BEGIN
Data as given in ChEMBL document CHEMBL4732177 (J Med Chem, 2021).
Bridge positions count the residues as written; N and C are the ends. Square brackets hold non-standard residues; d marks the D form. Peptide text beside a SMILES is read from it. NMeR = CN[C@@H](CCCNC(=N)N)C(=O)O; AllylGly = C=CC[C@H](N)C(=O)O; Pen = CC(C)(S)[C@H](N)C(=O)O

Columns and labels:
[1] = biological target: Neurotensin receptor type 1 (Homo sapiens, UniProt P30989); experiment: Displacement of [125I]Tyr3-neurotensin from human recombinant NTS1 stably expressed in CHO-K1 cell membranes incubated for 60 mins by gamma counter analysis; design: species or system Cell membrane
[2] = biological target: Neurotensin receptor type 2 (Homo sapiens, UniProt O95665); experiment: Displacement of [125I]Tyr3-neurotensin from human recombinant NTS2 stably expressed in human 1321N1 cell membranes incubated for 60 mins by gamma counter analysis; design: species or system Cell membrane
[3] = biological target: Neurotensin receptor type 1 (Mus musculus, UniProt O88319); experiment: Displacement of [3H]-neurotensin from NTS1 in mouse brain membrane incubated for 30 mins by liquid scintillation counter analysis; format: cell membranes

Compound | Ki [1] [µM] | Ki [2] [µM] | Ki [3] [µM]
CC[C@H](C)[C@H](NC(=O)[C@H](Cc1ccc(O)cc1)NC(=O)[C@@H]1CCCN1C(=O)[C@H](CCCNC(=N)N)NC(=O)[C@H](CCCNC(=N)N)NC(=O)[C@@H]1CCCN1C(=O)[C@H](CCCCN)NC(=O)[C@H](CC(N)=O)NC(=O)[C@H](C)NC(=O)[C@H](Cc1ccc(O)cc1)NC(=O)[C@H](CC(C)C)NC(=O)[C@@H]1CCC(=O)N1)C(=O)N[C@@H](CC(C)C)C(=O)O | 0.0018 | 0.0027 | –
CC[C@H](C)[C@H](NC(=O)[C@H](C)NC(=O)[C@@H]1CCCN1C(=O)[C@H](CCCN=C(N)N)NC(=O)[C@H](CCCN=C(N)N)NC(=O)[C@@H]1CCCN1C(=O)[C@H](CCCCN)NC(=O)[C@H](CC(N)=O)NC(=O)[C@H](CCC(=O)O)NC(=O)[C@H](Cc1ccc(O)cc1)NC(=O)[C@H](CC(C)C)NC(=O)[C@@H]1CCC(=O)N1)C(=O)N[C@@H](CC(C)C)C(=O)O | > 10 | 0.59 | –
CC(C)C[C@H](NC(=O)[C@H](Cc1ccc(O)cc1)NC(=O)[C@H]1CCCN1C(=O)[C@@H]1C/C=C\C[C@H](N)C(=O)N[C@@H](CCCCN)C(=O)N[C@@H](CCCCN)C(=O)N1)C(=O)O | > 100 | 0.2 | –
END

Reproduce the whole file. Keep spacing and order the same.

Data as given in ChEMBL document CHEMBL4732177 (J Med Chem, 2021).
Bridge positions count the residues as written; N and C are the ends. Square brackets hold non-standard residues; d marks the D form. Peptide text beside a SMILES is read from it. NMeR = CN[C@@H](CCCNC(=N)N)C(=O)O; AllylGly = C=CC[C@H](N)C(=O)O; Pen = CC(C)(S)[C@H](N)C(=O)O

Columns and labels:
[1] = biological target: Neurotensin receptor type 1 (Homo sapiens, UniProt P30989); experiment: Displacement of [125I]Tyr3-neurotensin from human recombinant NTS1 stably expressed in CHO-K1 cell membranes incubated for 60 mins by gamma counter analysis; design: species or system Cell membrane
[2] = biological target: Neurotensin receptor type 2 (Homo sapiens, UniProt O95665); experiment: Displacement of [125I]Tyr3-neurotensin from human recombinant NTS2 stably expressed in human 1321N1 cell membranes incubated for 60 mins by gamma counter analysis; design: species or system Cell membrane
[3] = biological target: Neurotensin receptor type 1 (Mus musculus, UniProt O88319); experiment: Displacement of [3H]-neurotensin from NTS1 in mouse brain membrane incubated for 30 mins by liquid scintillation counter analysis; format: cell membranes

Compound | Ki [1] [µM] | Ki [2] [µM] | Ki [3] [µM]
CC[C@H](C)[C@H](NC(=O)[C@H](Cc1ccc(O)cc1)NC(=O)[C@@H]1CCCN1C(=O)[C@H](CCCNC(=N)N)NC(=O)[C@H](CCCNC(=N)N)NC(=O)[C@@H]1CCCN1C(=O)[C@H](CCCCN)NC(=O)[C@H](CC(N)=O)NC(=O)[C@H](C)NC(=O)[C@H](Cc1ccc(O)cc1)NC(=O)[C@H](CC(C)C)NC(=O)[C@@H]1CCC(=O)N1)C(=O)N[C@@H](CC(C)C)C(=O)O | 0.0018 | 0.0027 | –
CC[C@H](C)[C@H](NC(=O)[C@H](C)NC(=O)[C@@H]1CCCN1C(=O)[C@H](CCCN=C(N)N)NC(=O)[C@H](CCCN=C(N)N)NC(=O)[C@@H]1CCCN1C(=O)[C@H](CCCCN)NC(=O)[C@H](CC(N)=O)NC(=O)[C@H](CCC(=O)O)NC(=O)[C@H](Cc1ccc(O)cc1)NC(=O)[C@H](CC(C)C)NC(=O)[C@@H]1CCC(=O)N1)C(=O)N[C@@H](CC(C)C)C(=O)O | > 10 | 0.59 | –
CC(C)C[C@H](NC(=O)[C@H](Cc1ccc(O)cc1)NC(=O)[C@H]1CCCN1C(=O)[C@@H]1C/C=C\C[C@H](N)C(=O)N[C@@H](CCCCN)C(=O)N[C@@H](CCCCN)C(=O)N1)C(=O)O | > 100 | 0.2 | –